If you are struggling with mental health issues, please know that you are not alone. You matter, and it is always okay to ask for help when you need it. Therapy and medication help so many people, and they are nothing to be ashamed of.


Do you write about mental health? What’s a book you feel approaches it really well?


Thanks for reading! I post new content on Saturdays, so be sure to follow and stay up-to-date! 🙂 Please let me know what you think in the comments, and let me know what you want me to blog about next!





With all of this in mind, go out and write your masterpiece!




33 thoughts on “4 Tips For Writing About Mental Health

Add yours

  1. Dear BCB,

    Yes, this is great. There should be no stigma about all aspects of our health. Mental, emotional, social and spiritual issues to effect us physically. I have my character who mentally detaches his logic and emotions. This has created two voices in his head that at times serve as the narrator in the story. How he works through his brain and how to work through his mental health issues is a big part of the story.

    Thank you for sharing. These are the issues people deal with.

    Thank you,


    On Sat, Mar 9, 2019 at 9:02 AM Brain Clutter Blogs wrote:

    > brainclutterblogs posted: “Hey, everybody! Mental health issues impact a > lot of people, and it’s important to represent them accurately in fiction. > Here are some tips to help you write about mental health—let’s get started! > Motivation What’s your motivation for writing about mental” >

    Liked by 1 person

  2. Amazing blog! Do you have any recommendations for aspiring writers?
    I’m planning to start my own website soon but I’m a little lost on everything.
    Would you advise starting with a free platform like WordPress or go for
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    Any recommendations? Thanks!

    Liked by 1 person

    1. Hi, thanks so much for reading! I’m glad you enjoy the blog! 🙂 I personally use WordPress Free at the moment, and I don’t have a separate website. I think it depends on your own needs – if you like free platforms like WordPress, what kind of features you need to have, time dedication, and if you’re looking to make money through the website. I think for someone just starting out, a free platform like WordPress should have everything you would need (it works great for me!). I hope this answered your question well enough, but feel free to ask anything thing else! 🙂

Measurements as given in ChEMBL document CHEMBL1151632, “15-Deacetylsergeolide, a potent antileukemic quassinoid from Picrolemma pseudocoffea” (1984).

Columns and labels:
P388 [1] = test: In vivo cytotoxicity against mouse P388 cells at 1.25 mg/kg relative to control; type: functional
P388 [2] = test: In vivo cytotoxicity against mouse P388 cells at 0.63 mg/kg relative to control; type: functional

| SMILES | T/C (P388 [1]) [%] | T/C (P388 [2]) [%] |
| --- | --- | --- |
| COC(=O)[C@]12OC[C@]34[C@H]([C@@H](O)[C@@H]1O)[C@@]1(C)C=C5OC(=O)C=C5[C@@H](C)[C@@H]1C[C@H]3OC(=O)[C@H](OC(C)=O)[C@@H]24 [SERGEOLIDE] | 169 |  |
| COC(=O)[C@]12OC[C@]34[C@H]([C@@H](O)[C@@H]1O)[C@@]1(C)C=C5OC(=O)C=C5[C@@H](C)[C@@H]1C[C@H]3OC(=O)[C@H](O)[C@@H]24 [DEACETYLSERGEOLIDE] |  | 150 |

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    1. Wow, thank you so much! 🙂 I’m so glad to have been helpful! I learned so much from blogs and videos when I was starting out (and still today) so I really enjoy giving back what I can to the community!


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  6. First off I would like to say wonderful blog! I had
    a quick question that I’d like to ask if you don’t mind.
    I was interested to know how you center yourself and clear your head before writing.
    I have had a hard time clearing my thoughts in getting my
    thoughts out. I do enjoy writing however it
    just seems like the first 10 to 15 minutes are usually lost just trying to figure out how to begin. Any suggestions
    or hints? Many thanks!

    Liked by 1 person

    1. Thanks so much for reading! 🙂 Before I start writing, I have somethings I like to do to prepare my mind. First, I like to set my computer and everything up, grab a glass of water or a snack, and then I’ll watch one video/read one article about writing advice or related topics, and just before writing I’ll reread the last chapter or so I’d written to get back into the mindset of the story. Everyone has a different process, but I’d recommend learning something new, doing some brainstorming or sketching, looking at some old work–anything that helps you out! Outlining is a huge help for me, and if you’re still feeling stuck, just try to write things super simple (you can always add details later) 🙂 I go more in depth in a few posts, as well!